Join us for a workshop designed to equip international business educators with an in-depth understanding of how institutions shape the strategies of firms and managers in developing and emerging countries. In these markets, international institutions play a prominent role, and local institutions are often informal, in transition, or non-existent. Explore how weak institutions create particular challenges, such as corruption, political risk, regulatory obstacles, social divisions, and civil strife. Examine how non-governmental organizations (NGOs), social entrepreneurs, diaspora communities, and multilateral organizations strive to strengthen institutions in these markets and how these new institutional forms affect firms and managers. Topics include: what are institutions and why they are important for development; interactive case discussions: “Mobile Oil in Indonesia," "The Untouchable Watercarrier," and "BRAC and Arrong Brands";
using the World Bank’s “Doing Business In” indicators in the classroom; financial capital challenges in developing countries; coping with corrupt business environments.
Teaching & Research Resource Materials:
Articles; Cases; Syllabi; In-class exercises; Videos; Internet exercises; PowerPoint Slides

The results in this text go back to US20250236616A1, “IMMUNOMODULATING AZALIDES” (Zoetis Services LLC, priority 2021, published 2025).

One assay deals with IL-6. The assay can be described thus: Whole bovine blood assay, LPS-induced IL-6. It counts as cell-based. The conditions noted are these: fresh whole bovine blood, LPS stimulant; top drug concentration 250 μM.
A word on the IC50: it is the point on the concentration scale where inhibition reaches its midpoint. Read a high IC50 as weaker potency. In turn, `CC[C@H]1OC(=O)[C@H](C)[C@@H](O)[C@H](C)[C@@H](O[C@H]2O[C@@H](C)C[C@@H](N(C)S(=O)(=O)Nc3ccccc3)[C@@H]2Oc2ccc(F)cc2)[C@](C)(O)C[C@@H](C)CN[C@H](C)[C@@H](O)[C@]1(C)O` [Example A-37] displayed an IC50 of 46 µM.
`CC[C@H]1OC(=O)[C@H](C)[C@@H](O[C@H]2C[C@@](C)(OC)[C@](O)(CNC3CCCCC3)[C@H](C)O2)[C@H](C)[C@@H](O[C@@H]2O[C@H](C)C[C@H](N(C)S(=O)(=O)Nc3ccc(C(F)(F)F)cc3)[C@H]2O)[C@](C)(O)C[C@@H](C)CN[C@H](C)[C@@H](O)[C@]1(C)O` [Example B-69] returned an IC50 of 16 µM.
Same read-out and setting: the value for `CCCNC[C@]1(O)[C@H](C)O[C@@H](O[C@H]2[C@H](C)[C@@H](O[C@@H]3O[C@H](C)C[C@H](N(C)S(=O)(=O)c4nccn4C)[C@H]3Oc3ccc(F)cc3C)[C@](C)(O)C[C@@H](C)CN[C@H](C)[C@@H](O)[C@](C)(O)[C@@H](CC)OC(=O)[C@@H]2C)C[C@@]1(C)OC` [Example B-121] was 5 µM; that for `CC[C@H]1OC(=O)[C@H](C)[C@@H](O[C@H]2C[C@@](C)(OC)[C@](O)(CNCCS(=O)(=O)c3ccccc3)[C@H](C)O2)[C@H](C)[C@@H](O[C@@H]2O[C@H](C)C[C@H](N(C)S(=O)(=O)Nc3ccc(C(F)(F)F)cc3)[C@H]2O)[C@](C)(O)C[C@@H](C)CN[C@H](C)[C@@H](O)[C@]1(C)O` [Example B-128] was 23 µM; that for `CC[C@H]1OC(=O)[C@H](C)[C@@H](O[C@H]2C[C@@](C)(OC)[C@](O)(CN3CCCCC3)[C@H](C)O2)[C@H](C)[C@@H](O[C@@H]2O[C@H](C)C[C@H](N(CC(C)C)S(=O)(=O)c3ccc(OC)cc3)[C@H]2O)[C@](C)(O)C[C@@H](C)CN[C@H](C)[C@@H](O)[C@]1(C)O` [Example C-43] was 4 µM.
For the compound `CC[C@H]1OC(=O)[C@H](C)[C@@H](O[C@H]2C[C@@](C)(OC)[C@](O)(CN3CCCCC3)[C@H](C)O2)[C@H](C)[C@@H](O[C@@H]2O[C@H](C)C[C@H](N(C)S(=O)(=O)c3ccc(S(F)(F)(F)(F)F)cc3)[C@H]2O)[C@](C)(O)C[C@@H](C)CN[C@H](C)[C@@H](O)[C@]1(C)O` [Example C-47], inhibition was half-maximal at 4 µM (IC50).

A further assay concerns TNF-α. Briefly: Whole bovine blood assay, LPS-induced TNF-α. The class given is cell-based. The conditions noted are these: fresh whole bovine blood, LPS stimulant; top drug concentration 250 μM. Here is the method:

The 2008 Workshop included representatives from: USAID; IFC; Transparency International; Ashoka; Emerging and developing countries governments; Businesses with experience in emerging markets and developing countries; Universities and research institutes specializing in a number of functional areas and disciplines.
The Workshop Leader:
Liesl Riddle is an Associate Professor of International Business and International Affairs at The George Washington University. She holds a BA and MA in Middle Eastern Studies, an MBA in Marketing/International Business, and a PhD in Sociology from the University of Texas in Austin. She has won numerous teaching awards, including the GW School of Business’ Teaching Excellence Award. Dr. Riddle’s regions of expertise include the Middle East and North and West Africa. Dr. Riddle is a member of the United Nations’ advisory panel regarding diaspora investment and entrepreneurship policies. She has served as a consultant for several organizations, including the World Bank, the US Department of State, the Embassies of Afghanistan, Jamaica, and Liberia, the Grameen Foundation, IBM, and other private-sector clients.
Housing is provided by the GW-CIBER and is offered Tuesday afternoon, June 2 to Sunday morning, June 7 at one of GW’s scholar residences. Breakfast, lunch, and some dinners are also provided. Register early to ensure your spot is reserved! For full pricing information and to register please visit: www.business.gwu.edu/CIBER/FDIB09.
Sponsors: GW-CIBER; Michigan State University CIBER; Temple University CIBER; University of Maryland CIBER; University of Michigan CIBER; UNC-Chapel Hill CIBER
Contact us: GW-CIBER; Duqučs Hall, Suite 450, 2201 G Street, NW, Washington, DC 20052; Phone: 202-994-3098; Email: email@example.com
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